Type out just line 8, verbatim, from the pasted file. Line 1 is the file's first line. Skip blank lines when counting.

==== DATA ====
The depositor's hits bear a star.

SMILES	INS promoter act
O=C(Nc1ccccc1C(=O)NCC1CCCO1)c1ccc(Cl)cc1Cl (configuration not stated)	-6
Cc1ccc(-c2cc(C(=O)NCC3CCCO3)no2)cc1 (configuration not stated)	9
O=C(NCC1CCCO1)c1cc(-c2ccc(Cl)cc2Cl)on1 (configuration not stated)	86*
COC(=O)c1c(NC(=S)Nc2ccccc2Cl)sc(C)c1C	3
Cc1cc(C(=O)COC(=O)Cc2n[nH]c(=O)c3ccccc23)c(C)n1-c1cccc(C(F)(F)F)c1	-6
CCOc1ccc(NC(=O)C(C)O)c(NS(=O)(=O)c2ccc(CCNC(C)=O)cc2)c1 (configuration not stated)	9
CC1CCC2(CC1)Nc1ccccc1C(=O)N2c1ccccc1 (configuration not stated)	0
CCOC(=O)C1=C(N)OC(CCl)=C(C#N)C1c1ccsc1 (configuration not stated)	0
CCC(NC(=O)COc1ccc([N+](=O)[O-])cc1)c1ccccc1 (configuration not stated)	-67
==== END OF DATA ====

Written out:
CCOc1ccc(NC(=O)C(C)O)c(NS(=O)(=O)c2ccc(CCNC(C)=O)cc2)c1 (configuration not stated)	9